Diversity and inclusion initiatives among major companies are nothing new, but Verizon may be taking it to a new level. The company prides itself on its diverse board of directors, in which seven of 12 members are women or people of color.
That track record extends to the company as a whole, with 59% workforce diversity and more than $35 billion spent with diverse suppliers since 2011. Verizon has a trophy case full of awards—from being named one of Black Enterprise Magazine’s 50 Best Companies for Diversity to the National Association for Female Executives recognizing it as a top company for executive women.
For those who believe leadership comes from the top down, it’s easy looking at Verizon’s board to understand where its commitment comes from. “A diverse board is more likely to consider a broader range of possibilities and help management achieve better outcome,” Verizon said in its annual shareholder report.
There’s plenty of inspiration among its members. Clarence Otis Jr. has been the lead director since 2006. Otis is the former Chairman and CEO of Darden Restaurants, the largest company-owned and operated full-service restaurant company in the world.
Another notable board member is Rodney Slater, a partner at Squire Patton Boggs. Slater joined the board in 2010, and also served as the US Secretary of Transportation from 1997 to 2001 and as the Administrator of the Federal Highway Administration from 1993 to 1997. His experience in regulatory and public policy at the federal and state levels has proved invaluable to Verizon, providing insights on public policy issues and leadership on matters involving multiple stakeholders.
Board member Shellye Archambeau is the former CEO of MetricStream, a provider of governance, risk, compliance and quality management solutions to corporations across diverse industries. Her experience in technology, e-commerce, digital media and communications platforms lends itself well to Verizon’s, helping the tech gain to continue its work.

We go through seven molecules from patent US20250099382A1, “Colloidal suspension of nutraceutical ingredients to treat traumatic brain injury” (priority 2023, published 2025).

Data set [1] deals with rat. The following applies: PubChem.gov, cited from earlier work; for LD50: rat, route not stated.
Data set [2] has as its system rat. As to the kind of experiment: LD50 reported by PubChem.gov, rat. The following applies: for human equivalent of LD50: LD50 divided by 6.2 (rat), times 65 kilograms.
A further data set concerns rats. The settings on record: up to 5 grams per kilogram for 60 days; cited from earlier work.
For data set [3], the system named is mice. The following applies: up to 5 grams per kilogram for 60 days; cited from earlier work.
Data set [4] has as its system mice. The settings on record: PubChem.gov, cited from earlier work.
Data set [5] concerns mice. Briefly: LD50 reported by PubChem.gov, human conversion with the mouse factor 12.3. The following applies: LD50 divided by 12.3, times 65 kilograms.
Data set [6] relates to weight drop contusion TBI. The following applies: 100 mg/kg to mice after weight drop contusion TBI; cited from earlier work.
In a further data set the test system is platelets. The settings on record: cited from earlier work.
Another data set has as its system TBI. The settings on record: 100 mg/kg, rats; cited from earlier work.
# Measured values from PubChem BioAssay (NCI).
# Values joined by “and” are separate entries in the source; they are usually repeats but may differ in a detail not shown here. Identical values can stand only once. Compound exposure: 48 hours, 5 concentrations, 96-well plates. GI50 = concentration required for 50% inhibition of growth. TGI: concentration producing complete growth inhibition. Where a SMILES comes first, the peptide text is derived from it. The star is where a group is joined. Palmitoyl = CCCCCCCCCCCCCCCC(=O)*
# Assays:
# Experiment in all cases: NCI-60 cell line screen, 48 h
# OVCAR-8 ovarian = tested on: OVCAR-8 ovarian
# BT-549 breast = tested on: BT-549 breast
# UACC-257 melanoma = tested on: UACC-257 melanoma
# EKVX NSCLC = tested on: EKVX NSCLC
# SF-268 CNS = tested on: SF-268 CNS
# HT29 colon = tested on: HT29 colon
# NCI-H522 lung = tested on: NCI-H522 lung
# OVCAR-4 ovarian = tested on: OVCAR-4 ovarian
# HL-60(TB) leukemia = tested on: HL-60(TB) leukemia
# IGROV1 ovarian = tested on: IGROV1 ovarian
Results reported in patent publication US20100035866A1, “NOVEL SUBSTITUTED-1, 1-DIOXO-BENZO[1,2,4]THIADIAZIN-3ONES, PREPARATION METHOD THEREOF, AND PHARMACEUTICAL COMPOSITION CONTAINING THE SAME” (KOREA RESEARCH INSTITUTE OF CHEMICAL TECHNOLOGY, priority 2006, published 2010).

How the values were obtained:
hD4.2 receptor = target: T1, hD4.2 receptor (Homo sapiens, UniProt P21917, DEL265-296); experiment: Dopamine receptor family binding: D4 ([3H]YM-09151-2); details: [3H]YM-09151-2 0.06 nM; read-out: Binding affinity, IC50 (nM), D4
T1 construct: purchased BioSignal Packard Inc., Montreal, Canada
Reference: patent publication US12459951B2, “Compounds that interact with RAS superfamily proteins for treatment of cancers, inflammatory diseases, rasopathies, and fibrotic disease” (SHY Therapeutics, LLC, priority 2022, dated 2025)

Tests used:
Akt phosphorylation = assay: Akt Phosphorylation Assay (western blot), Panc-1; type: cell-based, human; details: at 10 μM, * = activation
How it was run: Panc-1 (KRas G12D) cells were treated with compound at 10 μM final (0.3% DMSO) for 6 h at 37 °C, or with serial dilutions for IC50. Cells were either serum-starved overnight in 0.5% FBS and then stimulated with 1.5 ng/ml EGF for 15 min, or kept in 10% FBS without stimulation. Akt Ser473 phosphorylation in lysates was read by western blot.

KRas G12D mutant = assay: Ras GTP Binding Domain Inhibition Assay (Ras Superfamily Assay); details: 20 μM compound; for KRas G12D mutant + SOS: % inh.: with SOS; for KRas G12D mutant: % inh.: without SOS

Richard Carrión, Executive Chairman of Popular, the parent company of Banco Popular de Puerto Rico, will resign from the board at the company’s upcoming May shareholder meeting. He’s set to be replaced, pending election, by Vittorio Colao, an Italian businessman and CEO at Vodafone.
“We believe that good governance starts with independent, effective and diverse board leadership. Our board is one of Verizon’s most critical strategic assets,” the company told shareholders. “Diversity is one critical element of board composition that Verizon has focused on over the years in our refreshment and succession planning processes, as well as in our board leadership structure.”
Verizon’s diversity efforts don’t just extend to the board. The company supports nine different employee resource groups (ERGs), including resources for Asian Pacific employees, the Black Resource Association of Verizon Employees, Gay, Lesbian Bisexual and Transgender Employees of Verizon and their Allies, Disabilities Issues Awareness Leaders, as well as groups supporting women, Native Americans, South-Asians, Hispanics and veterans. Verizon also employs more than 11,000 military service members, vets and reservists.
– Mollie Cahillane